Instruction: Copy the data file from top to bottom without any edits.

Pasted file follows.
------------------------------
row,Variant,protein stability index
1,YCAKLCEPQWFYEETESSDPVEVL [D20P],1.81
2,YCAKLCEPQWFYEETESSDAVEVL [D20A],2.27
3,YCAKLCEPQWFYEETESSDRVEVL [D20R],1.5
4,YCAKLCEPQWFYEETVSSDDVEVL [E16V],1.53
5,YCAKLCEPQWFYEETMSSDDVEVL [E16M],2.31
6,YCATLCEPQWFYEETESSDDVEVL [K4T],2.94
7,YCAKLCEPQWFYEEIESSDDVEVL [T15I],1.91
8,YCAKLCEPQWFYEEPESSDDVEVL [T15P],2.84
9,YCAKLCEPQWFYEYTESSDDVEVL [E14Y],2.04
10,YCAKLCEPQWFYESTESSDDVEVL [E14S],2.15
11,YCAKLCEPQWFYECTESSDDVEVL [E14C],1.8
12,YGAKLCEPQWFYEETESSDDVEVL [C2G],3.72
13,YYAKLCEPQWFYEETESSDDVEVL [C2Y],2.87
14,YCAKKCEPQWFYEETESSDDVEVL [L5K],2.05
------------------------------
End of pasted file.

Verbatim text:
row,Variant,protein stability index
1,YCAKLCEPQWFYEETESSDPVEVL [D20P],1.81
2,YCAKLCEPQWFYEETESSDAVEVL [D20A],2.27
3,YCAKLCEPQWFYEETESSDRVEVL [D20R],1.5
4,YCAKLCEPQWFYEETVSSDDVEVL [E16V],1.53
5,YCAKLCEPQWFYEETMSSDDVEVL [E16M],2.31
6,YCATLCEPQWFYEETESSDDVEVL [K4T],2.94
7,YCAKLCEPQWFYEEIESSDDVEVL [T15I],1.91
8,YCAKLCEPQWFYEEPESSDDVEVL [T15P],2.84
9,YCAKLCEPQWFYEYTESSDDVEVL [E14Y],2.04
10,YCAKLCEPQWFYESTESSDDVEVL [E14S],2.15
11,YCAKLCEPQWFYECTESSDDVEVL [E14C],1.8
12,YGAKLCEPQWFYEETESSDDVEVL [C2G],3.72
13,YYAKLCEPQWFYEETESSDDVEVL [C2Y],2.87
14,YCAKKCEPQWFYEETESSDDVEVL [L5K],2.05